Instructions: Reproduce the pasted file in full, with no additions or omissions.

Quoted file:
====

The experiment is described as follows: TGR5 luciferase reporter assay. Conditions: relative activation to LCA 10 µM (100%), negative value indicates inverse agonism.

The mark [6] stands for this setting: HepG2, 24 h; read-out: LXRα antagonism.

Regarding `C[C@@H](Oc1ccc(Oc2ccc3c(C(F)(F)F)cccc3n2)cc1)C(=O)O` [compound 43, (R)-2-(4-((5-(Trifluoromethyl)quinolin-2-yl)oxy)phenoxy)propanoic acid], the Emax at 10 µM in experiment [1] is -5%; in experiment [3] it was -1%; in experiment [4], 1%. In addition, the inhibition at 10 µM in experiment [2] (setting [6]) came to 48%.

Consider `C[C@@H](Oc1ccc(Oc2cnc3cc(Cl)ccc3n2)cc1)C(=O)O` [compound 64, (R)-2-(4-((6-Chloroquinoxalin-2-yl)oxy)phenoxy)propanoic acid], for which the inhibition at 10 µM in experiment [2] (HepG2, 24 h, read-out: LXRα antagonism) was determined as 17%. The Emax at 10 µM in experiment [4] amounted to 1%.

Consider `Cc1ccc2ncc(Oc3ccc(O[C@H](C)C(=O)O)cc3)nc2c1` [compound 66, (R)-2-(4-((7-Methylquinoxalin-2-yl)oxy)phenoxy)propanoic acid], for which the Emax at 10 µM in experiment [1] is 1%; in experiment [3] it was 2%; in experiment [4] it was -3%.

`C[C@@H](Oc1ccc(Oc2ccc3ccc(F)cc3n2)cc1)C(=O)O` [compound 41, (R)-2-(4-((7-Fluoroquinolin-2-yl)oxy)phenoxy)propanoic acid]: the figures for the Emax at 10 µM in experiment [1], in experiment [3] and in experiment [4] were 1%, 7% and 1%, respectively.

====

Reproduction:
The experiment is described as follows: TGR5 luciferase reporter assay. Conditions: relative activation to LCA 10 µM (100%), negative value indicates inverse agonism.

The mark [6] stands for this setting: HepG2, 24 h; read-out: LXRα antagonism.

Regarding `C[C@@H](Oc1ccc(Oc2ccc3c(C(F)(F)F)cccc3n2)cc1)C(=O)O` [compound 43, (R)-2-(4-((5-(Trifluoromethyl)quinolin-2-yl)oxy)phenoxy)propanoic acid], the Emax at 10 µM in experiment [1] is -5%; in experiment [3] it was -1%; in experiment [4], 1%. In addition, the inhibition at 10 µM in experiment [2] (setting [6]) came to 48%.

Consider `C[C@@H](Oc1ccc(Oc2cnc3cc(Cl)ccc3n2)cc1)C(=O)O` [compound 64, (R)-2-(4-((6-Chloroquinoxalin-2-yl)oxy)phenoxy)propanoic acid], for which the inhibition at 10 µM in experiment [2] (HepG2, 24 h, read-out: LXRα antagonism) was determined as 17%. The Emax at 10 µM in experiment [4] amounted to 1%.

Consider `Cc1ccc2ncc(Oc3ccc(O[C@H](C)C(=O)O)cc3)nc2c1` [compound 66, (R)-2-(4-((7-Methylquinoxalin-2-yl)oxy)phenoxy)propanoic acid], for which the Emax at 10 µM in experiment [1] is 1%; in experiment [3] it was 2%; in experiment [4] it was -3%.

`C[C@@H](Oc1ccc(Oc2ccc3ccc(F)cc3n2)cc1)C(=O)O` [compound 41, (R)-2-(4-((7-Fluoroquinolin-2-yl)oxy)phenoxy)propanoic acid]: the figures for the Emax at 10 µM in experiment [1], in experiment [3] and in experiment [4] were 1%, 7% and 1%, respectively.